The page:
The second mosaic depicts Ocean and Tithys. What is really striking about this mosaic is the wonderful and vivid colors used as well as the beauty of the heroes’ faces. Experts say that special glass mosaic pieces have been created for this mosaic alone.  - The Greek Reporter

Oceanus and Tethys which is from the Hurriyet Daily News. The photograph of Oceanus and Tethys in the Greek Reporter is that of an earlier excavated mosaic that is already on display at the Museum of Gaziantep  - Source

Historical background

Originally, the ancient city of Zeugma was founded as a Greek settlement by Seleucus I Nicator, one of the generals of Alexander the Great, in 300 BC. King Seleucus almost certainly named a city Seleucia after himself; whether this city is, or may be, the city known as Seleucia on the Euphrates or Seleucia at the Zeugma is disputed. The population in the city at its peak was approximately 80,000.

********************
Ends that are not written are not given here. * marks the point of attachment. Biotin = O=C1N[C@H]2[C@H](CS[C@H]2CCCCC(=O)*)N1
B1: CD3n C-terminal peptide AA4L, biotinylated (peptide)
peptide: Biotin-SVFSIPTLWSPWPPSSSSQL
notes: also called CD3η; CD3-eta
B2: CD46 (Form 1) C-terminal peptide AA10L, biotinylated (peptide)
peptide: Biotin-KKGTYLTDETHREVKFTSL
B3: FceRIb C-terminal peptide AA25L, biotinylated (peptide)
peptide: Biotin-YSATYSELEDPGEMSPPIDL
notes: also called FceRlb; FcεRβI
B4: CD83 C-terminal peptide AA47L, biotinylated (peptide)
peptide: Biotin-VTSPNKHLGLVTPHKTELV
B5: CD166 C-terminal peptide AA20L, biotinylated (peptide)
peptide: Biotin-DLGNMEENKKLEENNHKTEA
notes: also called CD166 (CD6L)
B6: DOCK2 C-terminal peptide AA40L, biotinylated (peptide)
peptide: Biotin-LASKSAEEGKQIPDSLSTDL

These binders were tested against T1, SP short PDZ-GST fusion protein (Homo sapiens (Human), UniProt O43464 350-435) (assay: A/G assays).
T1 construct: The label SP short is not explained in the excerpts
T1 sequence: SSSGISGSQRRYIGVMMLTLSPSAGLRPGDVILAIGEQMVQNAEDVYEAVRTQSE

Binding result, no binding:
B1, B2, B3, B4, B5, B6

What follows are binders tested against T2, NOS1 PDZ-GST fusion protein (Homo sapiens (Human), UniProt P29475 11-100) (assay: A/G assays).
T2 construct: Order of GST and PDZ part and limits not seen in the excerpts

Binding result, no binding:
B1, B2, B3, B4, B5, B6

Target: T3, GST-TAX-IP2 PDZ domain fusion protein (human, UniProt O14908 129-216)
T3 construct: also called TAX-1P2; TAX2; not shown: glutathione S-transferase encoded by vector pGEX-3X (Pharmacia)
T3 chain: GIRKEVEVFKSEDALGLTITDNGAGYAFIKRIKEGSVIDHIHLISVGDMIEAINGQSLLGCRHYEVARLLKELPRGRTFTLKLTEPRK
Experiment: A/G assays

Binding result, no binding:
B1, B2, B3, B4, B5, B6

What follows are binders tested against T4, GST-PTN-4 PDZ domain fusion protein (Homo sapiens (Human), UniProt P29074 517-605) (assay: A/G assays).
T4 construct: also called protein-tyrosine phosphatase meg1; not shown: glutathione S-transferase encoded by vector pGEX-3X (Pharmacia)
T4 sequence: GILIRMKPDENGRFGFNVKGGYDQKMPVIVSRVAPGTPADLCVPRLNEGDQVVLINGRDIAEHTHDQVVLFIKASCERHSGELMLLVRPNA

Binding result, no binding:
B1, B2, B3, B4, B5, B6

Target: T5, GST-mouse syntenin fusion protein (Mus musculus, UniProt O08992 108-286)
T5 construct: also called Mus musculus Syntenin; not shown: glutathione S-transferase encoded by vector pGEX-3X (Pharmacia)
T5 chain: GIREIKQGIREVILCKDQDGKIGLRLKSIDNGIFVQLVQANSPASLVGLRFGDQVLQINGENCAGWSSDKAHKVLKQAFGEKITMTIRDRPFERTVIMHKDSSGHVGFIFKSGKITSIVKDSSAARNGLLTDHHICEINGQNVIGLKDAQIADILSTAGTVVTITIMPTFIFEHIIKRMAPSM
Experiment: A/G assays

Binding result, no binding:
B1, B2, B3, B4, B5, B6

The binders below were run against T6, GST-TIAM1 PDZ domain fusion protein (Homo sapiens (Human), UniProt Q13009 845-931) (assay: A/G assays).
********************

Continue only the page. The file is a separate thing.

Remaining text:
In 64 BC the city was conquered and ruled by the Roman Empire. It is presumed that the shift of the name of the city occurred at that time. Zeugma, means "bridge-passage" or "bridge of boats". During Roman rule, the city became one of the attractions in the region, due to its commercial potential originating from its geo-strategic location because the city was on the Silk Road connecting Antioch to China with a quay or pontoon bridge across the river Euphrates, the border with the Persian Empire until the late second century.

In 256, Zeugma experienced an invasion and was destroyed by the Sassanid king, Shapur I. The damage from the invasion was so drastic that Zeugma was not able to recover for a long time. To make the situation even worse, a violent earthquake buried the city beneath rubble. Indeed, during the rest of its time under Roman rule, the city never regained the prosperity it had once achieved.